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Ecocide: ending impunity for environmental crimes
Dior Fall Sow, Senegal's first female prosecutor and former consultant for the International Criminal Court, co-chaired a panel of experts convened by the Stop Ecocide Foundation to define this crime. She explains the importance of including this term in international law.
How did you reach a definition of ecocide?
We worked for six months with a panel of twelve legal experts, women and men from a wide range of backgrounds and countries. We reached a consensus on a definition of ecocide, which we officially presented on 22nd June 2021.
This is not the first time that this crime has been defined; it already exists in the law of several countries, such as Russia. But we were aiming for a definition that could be introduced into the Rome Statute of the International Criminal Court. So we suggested adding ecocide to the four other crimes in the Statute, namely genocide, crimes against humanity, war crimes and crimes of aggression. And we proposed an amendment to Article 8 to define it as: unlawful or arbitrary acts, committed in the knowledge that there is a real likelihood of causing serious, widespread or long-term damage to the environment.
“Unlawful or arbitrary acts, committed in the knowledge that there is a real likelihood of causing serious, widespread or long-term damage to the environment.”
We then had to define each of these terms, which generated a lot of debate. We also took care not to restrict judges by providing overly precise wording, which would deprive them of their power of interpretation.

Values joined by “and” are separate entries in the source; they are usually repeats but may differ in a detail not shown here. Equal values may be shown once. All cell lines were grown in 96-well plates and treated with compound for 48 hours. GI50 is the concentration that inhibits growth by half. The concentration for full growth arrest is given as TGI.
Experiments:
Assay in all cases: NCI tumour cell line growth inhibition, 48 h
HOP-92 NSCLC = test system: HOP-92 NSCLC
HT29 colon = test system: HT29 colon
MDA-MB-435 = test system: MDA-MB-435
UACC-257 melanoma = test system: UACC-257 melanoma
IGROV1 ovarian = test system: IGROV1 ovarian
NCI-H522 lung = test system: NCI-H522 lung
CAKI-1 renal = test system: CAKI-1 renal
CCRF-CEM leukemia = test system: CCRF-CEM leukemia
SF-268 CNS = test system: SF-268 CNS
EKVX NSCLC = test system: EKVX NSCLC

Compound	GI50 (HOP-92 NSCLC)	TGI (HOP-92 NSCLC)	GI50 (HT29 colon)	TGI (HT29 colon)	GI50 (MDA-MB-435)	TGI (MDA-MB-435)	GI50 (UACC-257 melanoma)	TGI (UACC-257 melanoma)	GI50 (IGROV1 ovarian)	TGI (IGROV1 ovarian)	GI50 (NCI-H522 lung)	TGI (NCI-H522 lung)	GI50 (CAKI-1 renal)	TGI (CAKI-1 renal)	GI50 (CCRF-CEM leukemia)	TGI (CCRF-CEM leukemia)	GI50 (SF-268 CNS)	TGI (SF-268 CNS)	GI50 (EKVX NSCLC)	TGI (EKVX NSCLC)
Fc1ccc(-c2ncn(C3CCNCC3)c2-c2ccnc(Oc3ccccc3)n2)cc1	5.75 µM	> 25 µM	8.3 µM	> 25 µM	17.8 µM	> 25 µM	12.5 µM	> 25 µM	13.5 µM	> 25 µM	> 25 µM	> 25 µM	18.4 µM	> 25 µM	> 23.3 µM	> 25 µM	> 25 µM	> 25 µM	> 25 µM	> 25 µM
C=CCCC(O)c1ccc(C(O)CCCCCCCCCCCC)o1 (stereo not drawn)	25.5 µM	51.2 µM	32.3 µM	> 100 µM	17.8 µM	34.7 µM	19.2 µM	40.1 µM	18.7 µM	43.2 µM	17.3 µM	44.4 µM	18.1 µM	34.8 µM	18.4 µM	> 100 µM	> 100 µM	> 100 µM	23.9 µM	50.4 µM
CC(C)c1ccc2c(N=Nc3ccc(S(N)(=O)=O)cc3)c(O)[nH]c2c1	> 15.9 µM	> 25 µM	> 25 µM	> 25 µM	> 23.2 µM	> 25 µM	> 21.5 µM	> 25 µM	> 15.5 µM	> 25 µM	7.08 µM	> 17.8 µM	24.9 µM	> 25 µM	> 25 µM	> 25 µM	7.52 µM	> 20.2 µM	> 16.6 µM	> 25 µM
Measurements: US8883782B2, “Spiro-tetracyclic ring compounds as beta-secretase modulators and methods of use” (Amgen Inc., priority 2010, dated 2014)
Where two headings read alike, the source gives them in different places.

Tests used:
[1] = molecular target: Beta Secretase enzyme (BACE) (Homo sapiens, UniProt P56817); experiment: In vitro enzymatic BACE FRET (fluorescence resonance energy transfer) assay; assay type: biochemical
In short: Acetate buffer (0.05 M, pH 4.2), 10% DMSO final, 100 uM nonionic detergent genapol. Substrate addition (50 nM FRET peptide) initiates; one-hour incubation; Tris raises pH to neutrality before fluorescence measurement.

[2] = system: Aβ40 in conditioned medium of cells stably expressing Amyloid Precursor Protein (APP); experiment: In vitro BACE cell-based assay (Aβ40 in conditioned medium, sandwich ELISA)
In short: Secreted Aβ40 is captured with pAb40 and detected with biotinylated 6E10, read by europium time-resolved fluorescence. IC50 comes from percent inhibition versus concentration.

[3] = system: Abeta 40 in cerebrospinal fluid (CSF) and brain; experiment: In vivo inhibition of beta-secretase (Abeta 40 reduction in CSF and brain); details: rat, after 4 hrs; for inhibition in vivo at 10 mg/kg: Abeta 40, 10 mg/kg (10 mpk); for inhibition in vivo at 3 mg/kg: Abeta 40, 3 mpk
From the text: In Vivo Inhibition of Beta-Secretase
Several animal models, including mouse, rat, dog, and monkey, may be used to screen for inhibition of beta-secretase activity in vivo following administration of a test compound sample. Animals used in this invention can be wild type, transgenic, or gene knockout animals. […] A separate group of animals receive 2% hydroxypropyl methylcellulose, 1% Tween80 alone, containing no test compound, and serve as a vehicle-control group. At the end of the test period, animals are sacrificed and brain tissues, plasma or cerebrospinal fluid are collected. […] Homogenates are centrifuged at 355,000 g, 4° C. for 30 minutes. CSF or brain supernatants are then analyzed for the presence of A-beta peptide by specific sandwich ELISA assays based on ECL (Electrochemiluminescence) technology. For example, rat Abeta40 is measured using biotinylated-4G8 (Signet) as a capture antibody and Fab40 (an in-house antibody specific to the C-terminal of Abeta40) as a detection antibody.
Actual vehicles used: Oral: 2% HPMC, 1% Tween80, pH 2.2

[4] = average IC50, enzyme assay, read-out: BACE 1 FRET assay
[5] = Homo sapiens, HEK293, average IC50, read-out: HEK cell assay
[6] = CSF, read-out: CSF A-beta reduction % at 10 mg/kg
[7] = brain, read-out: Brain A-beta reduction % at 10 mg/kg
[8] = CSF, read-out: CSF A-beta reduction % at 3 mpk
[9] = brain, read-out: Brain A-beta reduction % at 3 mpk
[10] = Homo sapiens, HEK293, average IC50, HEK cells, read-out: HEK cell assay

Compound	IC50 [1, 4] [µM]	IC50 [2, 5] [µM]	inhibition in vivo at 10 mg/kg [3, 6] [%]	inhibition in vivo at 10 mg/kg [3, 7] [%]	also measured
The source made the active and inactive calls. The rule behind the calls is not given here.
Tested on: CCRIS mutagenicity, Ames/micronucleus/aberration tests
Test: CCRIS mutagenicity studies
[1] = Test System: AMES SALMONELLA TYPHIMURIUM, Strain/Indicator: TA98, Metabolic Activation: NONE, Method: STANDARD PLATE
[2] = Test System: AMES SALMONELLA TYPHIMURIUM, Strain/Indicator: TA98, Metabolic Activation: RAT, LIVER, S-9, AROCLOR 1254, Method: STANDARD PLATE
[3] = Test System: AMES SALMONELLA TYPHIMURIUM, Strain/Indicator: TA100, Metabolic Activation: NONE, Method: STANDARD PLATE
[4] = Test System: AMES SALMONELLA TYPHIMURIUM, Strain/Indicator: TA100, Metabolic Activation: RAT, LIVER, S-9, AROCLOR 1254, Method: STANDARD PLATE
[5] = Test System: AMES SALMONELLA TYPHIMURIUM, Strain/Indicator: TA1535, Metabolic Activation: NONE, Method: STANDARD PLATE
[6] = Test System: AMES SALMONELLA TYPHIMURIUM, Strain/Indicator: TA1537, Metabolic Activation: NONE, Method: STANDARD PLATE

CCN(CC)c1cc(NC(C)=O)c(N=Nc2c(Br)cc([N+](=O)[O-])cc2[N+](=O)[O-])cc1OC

Why is it important to recognise this crime at an international level?
Ecocide refers to the most serious crimes committed against ecosystems and our environment in general, such as the use of chemicals, deforestation, toxic waste trafficking, illegal exploitation of natural resources, destruction of endangered species, etc. Etymologically, “ecocide” means “killing our home”.
“The aim is to be able to punish decision-makers, especially multinationals, which are guilty of such acts.”
The alarm has already been sounded many times, and much stronger measures must now be contemplated. The aim is to be able to punish decision-makers, especially multinationals, which are guilty of such acts. At the moment, they are not criminally liable, they are merely civilly liable: they risk fines, which they can pay because of their very large financial base. The problem is one of impunity. If we could get ecocide into international law, they would be criminally liable, and they could be prosecuted by the International Criminal Court, regardless of national laws.
What remains to be done to achieve this recognition?
The definition we have provided is a first step. What remains to be done is to raise awareness among the States Parties to the Rome Statute, so that these amendments are adopted by a majority of them. There are many States that are in favour of it today, particularly small States that are subject to very serious damage to their ecosystems... The others still need to be convinced.
We have embarked on an adventure that can only end with the inclusion of ecocide in the Rome Statute. It is not going to be easy, but we must be optimistic and pursue our efforts to the end. It is a necessity, because we urgently need to guarantee the safety of our environment on a global scale.